Jeff wrote, This is the first year that my New Year’s resolution was crystal clear: contribution. I need to do more for my community, to give back in bigger, more consistent ways – roll up my sleeves every week and offer my time and experiences to the people around me. The Big Book says, “To keep what we have, we need to give it away.”
My reflection: For years, I scoffed at making New Year’s resolutions. I felt silly resolving to do something I knew I would abandon after a few weeks. When Jeff told me his resolution, I thought I’d try again to resolve something because I, too, knew what I needed to do to be a better person. I will commit time each day to reading, praying and becoming more centered in myself and with my God.
Today’s Promise to consider: Even though I may not be a big believer in New Year’s resolutions, this year I will try. Jeff will contribute more to his community. I will grow stronger in my spirituality. Maybe we’ll all take some time to reflect on what is important to us. Happy New Year!
I need to spend more time on all that I have to be grateful for and to share with others how grateful I am to have them in my life.
Of course, I am so grateful to Libby for her hard work in keeping her Blog going for us.
Grateful for all who are willing to share.
Prayers for all of us and our addicted children.
Happy New Year to all my blog friends. Thank you Libby and Jeff. Service is a beautiful thing. We get more than we give. I know my service in Al Anon has given me so much. Thank you to all who share here as well. We all learn from each other. Be well. I wish health, happiness, recovery and peace and serenity to all who seek it.
I just read last weeks blog now. I didn’t read it last week because I was too busy rushing, so I did not slow down. Thank you for the reminders. Barbara, your post to slow down, because either way, the work gets done was filled with wisdom. You are so right. It does get done. Spending time with those we love cannot always be replaced. Children / loved ones grow up, move away, might pass away etc. we have no guarantees in life. Addiction has taught us we have only the present moments. Life is fragile. If not now when?
That being said we all have many obligations and responsibilities. Balance is what I strive for. Work life balance. I will keep that in perspective. Thank you for helping to give us all perspective Barbara. Happy new year and hope you are recovering well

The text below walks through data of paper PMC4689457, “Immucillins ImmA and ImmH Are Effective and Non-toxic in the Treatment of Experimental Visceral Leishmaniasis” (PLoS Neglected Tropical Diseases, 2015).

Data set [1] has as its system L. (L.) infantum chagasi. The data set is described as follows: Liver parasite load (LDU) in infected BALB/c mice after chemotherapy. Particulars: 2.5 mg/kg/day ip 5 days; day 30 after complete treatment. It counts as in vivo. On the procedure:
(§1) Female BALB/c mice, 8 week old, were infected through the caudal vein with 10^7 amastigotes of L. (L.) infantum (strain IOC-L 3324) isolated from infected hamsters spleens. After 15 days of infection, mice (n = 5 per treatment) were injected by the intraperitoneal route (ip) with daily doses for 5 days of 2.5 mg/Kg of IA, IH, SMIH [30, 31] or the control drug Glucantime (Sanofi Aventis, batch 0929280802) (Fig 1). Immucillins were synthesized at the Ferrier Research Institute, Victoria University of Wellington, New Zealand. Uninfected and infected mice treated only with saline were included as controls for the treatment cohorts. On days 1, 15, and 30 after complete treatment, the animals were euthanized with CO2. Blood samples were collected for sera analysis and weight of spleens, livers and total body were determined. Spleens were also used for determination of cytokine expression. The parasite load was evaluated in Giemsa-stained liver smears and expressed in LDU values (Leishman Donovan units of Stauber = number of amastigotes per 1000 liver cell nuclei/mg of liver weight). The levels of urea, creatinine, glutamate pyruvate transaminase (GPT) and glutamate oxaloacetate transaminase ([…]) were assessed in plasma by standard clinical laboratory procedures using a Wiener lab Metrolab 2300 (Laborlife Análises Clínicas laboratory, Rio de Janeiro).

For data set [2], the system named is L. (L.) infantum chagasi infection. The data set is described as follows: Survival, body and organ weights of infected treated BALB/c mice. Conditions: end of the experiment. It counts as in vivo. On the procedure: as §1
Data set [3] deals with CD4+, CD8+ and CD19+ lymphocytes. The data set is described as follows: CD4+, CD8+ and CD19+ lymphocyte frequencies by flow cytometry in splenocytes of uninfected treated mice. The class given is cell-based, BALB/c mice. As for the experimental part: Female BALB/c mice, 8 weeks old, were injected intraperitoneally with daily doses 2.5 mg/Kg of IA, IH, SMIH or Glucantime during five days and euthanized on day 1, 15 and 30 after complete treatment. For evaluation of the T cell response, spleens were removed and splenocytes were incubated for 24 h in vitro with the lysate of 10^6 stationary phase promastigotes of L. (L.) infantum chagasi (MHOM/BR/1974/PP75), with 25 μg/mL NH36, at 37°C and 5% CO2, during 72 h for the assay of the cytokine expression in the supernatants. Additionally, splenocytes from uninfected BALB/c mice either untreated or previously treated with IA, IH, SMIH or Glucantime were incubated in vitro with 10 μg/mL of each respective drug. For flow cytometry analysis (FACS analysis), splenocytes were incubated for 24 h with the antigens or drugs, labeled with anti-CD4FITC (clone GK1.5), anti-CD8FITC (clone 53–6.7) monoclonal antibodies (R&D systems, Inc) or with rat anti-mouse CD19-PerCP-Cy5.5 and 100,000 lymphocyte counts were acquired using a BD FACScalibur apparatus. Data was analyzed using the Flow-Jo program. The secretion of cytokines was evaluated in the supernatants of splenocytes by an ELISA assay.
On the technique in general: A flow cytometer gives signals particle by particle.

I resolve to stop resoluting and let go let go let go. (: Love to you all. MY real resolutions is to do step number one over and over until my surrender is complete. I go halfway and then try to take back my sense of trying to control and solve. Let go. Let go. Let go. My mantra again for 2014. In letting go of things we cling to -from people to closed minded certainty to old beliefs — we are free to be really present to others. Thank you all.
Thank you Libby, Jeff and all who posted such great and useful insights. And, I love the picture of you and Jeff. It’s precious.
New Year resolutions are so hard to keep, so I have some I’m going to try my best to actually do. My first one is to try donate some time in a food pantry to help the homeless and families who cannot afford to buy their own groceries. I will seek out and help the homeless. I see more and more of them every day in my own neighborhood.
Thank you Jane for your kind words and all your contributions to this blog. I always read your words twice, your words are always heartfelt, insightful and to the point. I appreciate you.
Dear Joy, you are stronger than you think. You went through a lot last year. It takes time to let it sink in. Try to be patient with yourself. The old beliefs you cling to are normal, and they are difficult to let go of. Letting go is so very difficult and my heart goes out to you. I pray that you can let go and let God, whomever he may be for you. Allow his strength to come into your heart and soul. Hopefully, if you allow God’s strength to cling to, you will soon be able to let go of step number one and move on.